In this chapter, we will go through how to set up nRF Sniffer and test that it is working properly by sniffing a Bluetooth LE packet.
nRF Sniffer has a comprehensive documentation on how to program the nRF Sniffer firmware on to your device, and how to set up Wireshark on your computer, to analyze packets. The content in this chapter closely follows the documentation with some additional information and screenshots to help you along the way.
You can choose to either continue with the instructions here or go to the documentation page and follow the steps there.
Programming the nRF Sniffer firmware
The nRF Sniffer firmware supports the following boards:
Due to a recent update of the nRF52833 DK version 3 and nRF52840 DK version 3, the new Interface IC on the DK is not fully compatible with the nRF Sniffer software. If you have an nRF52840DK v3, you will need to use the nRF USB port instead of the Interface IC USB port. The nRF52833 DK v3 is not compatible with the sniffer software at the moment, so you will need to use another DK as the sniffer backend. nRF52833 DK v2 and earlier works fine.
1. To start sniffing, make sure the nRF Sniffer (your DK or dongle running the nRF Sniffer firmware) is turned on and place it between the two devices that are communicating over Bluetooth LE.
2. In Wireshark, under Capture, double-click on the hardware interface nRF Sniffer for Bluetooth LE COM port, see below
3. Wireshark should now look something like the image below, listing all Bluetooth LE packets in radio range.
Explaining Wireshark in Live Capture
Before proceeding to the exercise portion of this lesson, let’s explain what we are seeing in the Wireshark window.
Your window should be divided into three parts, the packet list, packet details and packet bytes.
If you cannot see all three windows, select View and make sure the following three lines are checked off
Packet List: Displays all the packets in the current capture session. Each line corresponds to one packet, and if you select a line, more details about the packet will be displayed in the “Packet Details” and “Packet Bytes” panes, below.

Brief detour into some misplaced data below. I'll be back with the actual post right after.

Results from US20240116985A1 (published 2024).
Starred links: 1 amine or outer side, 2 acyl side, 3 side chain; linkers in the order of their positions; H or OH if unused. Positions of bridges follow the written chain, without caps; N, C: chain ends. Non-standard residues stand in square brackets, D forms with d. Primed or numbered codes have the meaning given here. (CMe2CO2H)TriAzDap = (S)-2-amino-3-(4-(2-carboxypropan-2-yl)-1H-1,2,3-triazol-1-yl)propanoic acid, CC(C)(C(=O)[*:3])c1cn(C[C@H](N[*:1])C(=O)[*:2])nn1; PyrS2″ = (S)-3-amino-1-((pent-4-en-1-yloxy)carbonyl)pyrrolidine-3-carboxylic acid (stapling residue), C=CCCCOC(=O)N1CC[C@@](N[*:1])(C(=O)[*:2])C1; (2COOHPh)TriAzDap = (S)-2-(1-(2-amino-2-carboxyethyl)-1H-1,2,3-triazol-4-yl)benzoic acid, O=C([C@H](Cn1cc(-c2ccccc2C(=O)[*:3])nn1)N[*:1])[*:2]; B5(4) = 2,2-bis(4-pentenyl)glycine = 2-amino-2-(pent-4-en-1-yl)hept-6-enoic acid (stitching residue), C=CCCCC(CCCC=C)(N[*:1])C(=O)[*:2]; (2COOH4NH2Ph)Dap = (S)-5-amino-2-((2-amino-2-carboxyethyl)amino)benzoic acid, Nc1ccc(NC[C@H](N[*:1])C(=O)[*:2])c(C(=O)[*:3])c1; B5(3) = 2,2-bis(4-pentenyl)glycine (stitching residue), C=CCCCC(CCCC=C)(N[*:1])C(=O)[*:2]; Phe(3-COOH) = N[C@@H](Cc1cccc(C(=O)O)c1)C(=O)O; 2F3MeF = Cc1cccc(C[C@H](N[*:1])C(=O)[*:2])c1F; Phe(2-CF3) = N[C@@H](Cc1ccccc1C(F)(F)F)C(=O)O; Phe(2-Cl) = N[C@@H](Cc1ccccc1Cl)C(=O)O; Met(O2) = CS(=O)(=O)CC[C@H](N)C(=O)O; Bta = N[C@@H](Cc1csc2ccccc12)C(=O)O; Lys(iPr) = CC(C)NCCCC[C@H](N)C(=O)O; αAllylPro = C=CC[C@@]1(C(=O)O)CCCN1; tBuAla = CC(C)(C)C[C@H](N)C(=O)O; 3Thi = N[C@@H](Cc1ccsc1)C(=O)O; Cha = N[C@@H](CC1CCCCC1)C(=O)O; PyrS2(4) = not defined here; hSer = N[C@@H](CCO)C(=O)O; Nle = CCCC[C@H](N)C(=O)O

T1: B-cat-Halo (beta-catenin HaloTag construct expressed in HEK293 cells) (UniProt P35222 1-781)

Packet Details: Shows the current packet, selected in the Packet List window, in a more detailed form.
Packet Bytes: Shows the data of the current packet, selected in the Packet List window, in a hexdump style.
Clicking on a specific section of the data in the Packet Bytes window will show where in the Packet Details window. And similarly, selecting a header in the Packet Details window, will show where in the data this information is defined, in the Packet Bytes window.
Columns in the Packet List window
Let’s take a look at the columns in the Packet List window. Your column headers should look like this
If you are missing any of the column headers, go to the Packet Details window and expand nRF Sniffer for Bluetooth LE. Then right-click on any of the parameters you are missing, select Apply as Column and it will show up in the main view as a column.
Now you should have the following column headers in your live capture view.
No.: The packet number, incremented for every packet the sniffer captures.
Time: The timestamp for when the packet was captured, relative to how long the sniffer has been running.
Source: The address of the device that the packet came from.
Protocol: Which Bluetooth LE stack layer the packet came from, most will come from the link layer (LE LL). Connection parameter updates come from L2CAP, while GATT operations come from the ATT layer, and packets having to do with encryptiong and pairing come from SMP.
Length: The number of bytes captured in the packet.
Event counter: The instant number of each connection event starting from 0 when the connection is established.
Channel Index: Channel number the packet was captured on.
Delta time (start to start): The time between the start of the previous packet until the start of the current packet. It’s often used to count the distance between each connection event, and very close to the actual connection interval.
Info: Information about the packet.
You are now ready for the exercise portion of this lesson, where we will go into more detail on what you are seeing.
If you have issues setting up the nRF sniffer, there is a Troubleshooting section from the documentation that you can take a look at.